Environmental assessment of biowaste management in the Danish-German border region

Morten Bang Jensen

Research output: Book/ReportPh.D. thesisResearch

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Abstract

The treatment of organic waste from households has gained significant interest in recent years. Each country in the EU and the rest of the world treat their organic waste in many different ways, and Denmark and Germany are no exemption in this regard. The treatment of household organic waste in these two countries has taken a very different turn in the last century. Denmark has been incinerating organic household waste as part of a residual waste policy for more than a century, but it has only attempted biological treatment to a limited extent. Germany, on the other hand, has focused intensely on source separation followed by biological treatment and a mixture of incineration and mechanical and biological treatment for any organic matter remaining in residual waste. In recent years, Denmark has increased its focus on moving away from incineration and increasing material recycling, both on its own initiative and also incentivised by the EU’s 50% recycling target for 2020. This focus includes recycling organic waste from households as well as dry recyclable waste fractions.
This PhD project was carried out as a cross-border partnership with five waste management companies, three located in Denmark and two in Germany, all with the wish to increase the source separation and treatment of organic household waste. The current practice in the Danish border region does not include source separation, and all organic household waste is incinerated as part of the residual waste. The German region already has a well-established source separation system, but it wants to increase its efficiency.
The main aim of this Ph.D. thesis was to compare current organic waste management systems across the Danish-German border with future scenarios intended for the treatment of organic waste using LCA. The outcome of the project was a recommendation to waste management companies through life cycle assessment and experimental work at a biological treatment plant.
A major part of the PhD study was collecting data on all aspects of the waste management chain. Waste generation through to collection, transportation, treatment and final disposal were analysed. The most detailed analysis took place at a combined biogas and composting plant, where solid and liquid samples were taken and air emissions measured through whole-site fugitive emissions. The assessments were done by using a combination of material flow analysis, substance flow analysis, life cycle inventories and life cycle assessments, using the EASETECH modelling software.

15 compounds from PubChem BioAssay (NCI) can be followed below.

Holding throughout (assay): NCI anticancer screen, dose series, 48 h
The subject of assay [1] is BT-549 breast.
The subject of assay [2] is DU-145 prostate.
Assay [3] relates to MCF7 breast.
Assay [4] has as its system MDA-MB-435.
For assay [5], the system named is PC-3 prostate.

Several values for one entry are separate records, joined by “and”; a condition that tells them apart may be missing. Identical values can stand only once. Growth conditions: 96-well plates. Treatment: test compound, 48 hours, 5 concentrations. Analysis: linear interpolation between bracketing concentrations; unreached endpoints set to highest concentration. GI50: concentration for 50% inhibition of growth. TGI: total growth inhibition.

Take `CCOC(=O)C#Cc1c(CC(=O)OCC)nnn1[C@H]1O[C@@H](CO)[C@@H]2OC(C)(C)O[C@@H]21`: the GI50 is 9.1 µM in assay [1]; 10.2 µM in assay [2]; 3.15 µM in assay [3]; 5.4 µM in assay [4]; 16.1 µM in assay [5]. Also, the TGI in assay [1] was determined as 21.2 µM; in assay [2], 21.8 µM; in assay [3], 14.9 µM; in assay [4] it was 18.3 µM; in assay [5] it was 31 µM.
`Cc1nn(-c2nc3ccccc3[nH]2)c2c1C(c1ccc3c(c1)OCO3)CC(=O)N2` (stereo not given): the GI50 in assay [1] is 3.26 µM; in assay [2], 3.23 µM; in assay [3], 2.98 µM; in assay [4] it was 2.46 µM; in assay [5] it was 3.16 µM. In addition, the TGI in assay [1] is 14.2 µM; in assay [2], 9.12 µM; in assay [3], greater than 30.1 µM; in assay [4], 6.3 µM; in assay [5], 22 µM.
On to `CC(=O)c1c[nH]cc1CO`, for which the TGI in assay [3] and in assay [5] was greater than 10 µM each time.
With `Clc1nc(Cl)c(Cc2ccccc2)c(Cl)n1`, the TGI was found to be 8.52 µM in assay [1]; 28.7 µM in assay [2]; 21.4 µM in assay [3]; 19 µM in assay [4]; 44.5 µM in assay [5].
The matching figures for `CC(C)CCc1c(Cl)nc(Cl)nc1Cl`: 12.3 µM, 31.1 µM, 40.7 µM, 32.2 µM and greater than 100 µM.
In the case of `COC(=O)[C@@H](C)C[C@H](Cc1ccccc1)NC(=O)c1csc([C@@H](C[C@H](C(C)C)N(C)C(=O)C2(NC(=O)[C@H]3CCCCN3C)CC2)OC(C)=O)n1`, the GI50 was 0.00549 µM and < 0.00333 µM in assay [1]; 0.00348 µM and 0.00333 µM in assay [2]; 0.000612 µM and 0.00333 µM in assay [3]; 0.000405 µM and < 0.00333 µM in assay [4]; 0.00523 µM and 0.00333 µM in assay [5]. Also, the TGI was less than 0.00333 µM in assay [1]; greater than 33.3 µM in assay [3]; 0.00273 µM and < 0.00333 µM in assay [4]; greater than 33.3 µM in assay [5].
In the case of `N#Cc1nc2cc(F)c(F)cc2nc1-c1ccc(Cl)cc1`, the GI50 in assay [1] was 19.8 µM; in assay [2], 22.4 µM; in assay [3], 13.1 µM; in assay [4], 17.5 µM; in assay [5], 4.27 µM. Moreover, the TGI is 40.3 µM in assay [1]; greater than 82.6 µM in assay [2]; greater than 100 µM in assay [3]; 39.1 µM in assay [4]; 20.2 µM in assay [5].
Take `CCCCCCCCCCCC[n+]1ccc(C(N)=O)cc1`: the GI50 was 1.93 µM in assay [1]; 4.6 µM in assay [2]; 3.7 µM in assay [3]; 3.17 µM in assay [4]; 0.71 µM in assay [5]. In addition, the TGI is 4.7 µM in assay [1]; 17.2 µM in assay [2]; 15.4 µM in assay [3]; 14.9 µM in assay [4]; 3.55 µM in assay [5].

The life cycle assessment assessed the management of organic household waste in the Danish-German border region. The main output was a life cycle assessment showing large differences in the environmental performance of the two different regions, with the Danish region performing better in most impact categories. Furthermore, the importance of the energy systems was investigated, showing that a large influence on the results was the surrounding energy system. Besides comparing the two regions’ current performances to each other, they were compared to four future scenarios featuring increased source separation and different biological treatments. In this case the life cycle assessment was used as a planning tool for a future waste management system where environmental hotspots could be identified for both current and possible future systems. In all cases, the results showed that local conditions can play a major role in where the system can be improved, and conclusions made on an overall level (all five waste management companies together) can lead to suboptimal decisions; it is therefore important to look at each waste management company individually. Major differences in environmental performance were seen when changing from incineration or mechanical and biological treatment to biological treatment, such as increased savings of phosphorous and increased loadings of ammonia. Most important for the environmental performance of the biological treatment facilities were high biogas production and low fugitive methane, nitrous oxide and ammonia emissions.
Fugitive emissions measured at a combined biogas and composting plant were very significant and led to a turnaround in the environmental performance of the plant, going from a saving in greenhouse gas potential to a loading when including the measured emissions and applying the life cycle assessment principles.
Ultimately, increasing the source separation of organic household waste for the five waste management companies is a viable option, if the focus of the companies is on flexible fuel (biogas), compost production and subsequent resource savings. However, the picture is not clear, as the current waste management system (mainly incineration) is already working well, and in some cases it outperforms the biological treatment option.
Original languageEnglish
Place of PublicationKgs. Lyngby
PublisherTechnical University of Denmark, DTU Environment
Number of pages59
Publication statusPublished - 2016

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